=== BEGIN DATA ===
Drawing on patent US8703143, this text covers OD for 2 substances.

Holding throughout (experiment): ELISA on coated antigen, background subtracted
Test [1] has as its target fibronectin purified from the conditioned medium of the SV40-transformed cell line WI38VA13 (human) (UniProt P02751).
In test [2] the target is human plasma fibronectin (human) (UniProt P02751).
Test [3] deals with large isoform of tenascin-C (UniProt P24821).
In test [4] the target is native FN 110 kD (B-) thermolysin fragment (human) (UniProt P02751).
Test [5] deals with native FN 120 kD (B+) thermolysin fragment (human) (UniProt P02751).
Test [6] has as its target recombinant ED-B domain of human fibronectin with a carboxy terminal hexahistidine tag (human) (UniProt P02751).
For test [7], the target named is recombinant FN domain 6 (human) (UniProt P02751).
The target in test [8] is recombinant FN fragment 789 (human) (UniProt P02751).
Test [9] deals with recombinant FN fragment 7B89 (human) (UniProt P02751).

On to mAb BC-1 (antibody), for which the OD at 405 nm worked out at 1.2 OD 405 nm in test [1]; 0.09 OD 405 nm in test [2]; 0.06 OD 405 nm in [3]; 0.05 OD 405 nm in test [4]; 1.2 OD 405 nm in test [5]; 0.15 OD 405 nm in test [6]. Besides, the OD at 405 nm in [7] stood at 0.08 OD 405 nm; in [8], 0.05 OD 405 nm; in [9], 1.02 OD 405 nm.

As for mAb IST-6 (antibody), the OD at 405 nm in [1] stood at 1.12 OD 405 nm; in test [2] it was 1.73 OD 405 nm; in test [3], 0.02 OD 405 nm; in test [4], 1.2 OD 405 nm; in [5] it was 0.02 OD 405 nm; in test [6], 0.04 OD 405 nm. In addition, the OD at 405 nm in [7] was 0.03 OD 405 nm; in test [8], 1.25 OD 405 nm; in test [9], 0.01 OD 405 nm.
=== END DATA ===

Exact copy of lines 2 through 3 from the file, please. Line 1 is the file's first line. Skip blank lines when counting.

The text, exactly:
Holding throughout (experiment): ELISA on coated antigen, background subtracted
Test [1] has as its target fibronectin purified from the conditioned medium of the SV40-transformed cell line WI38VA13 (human) (UniProt P02751).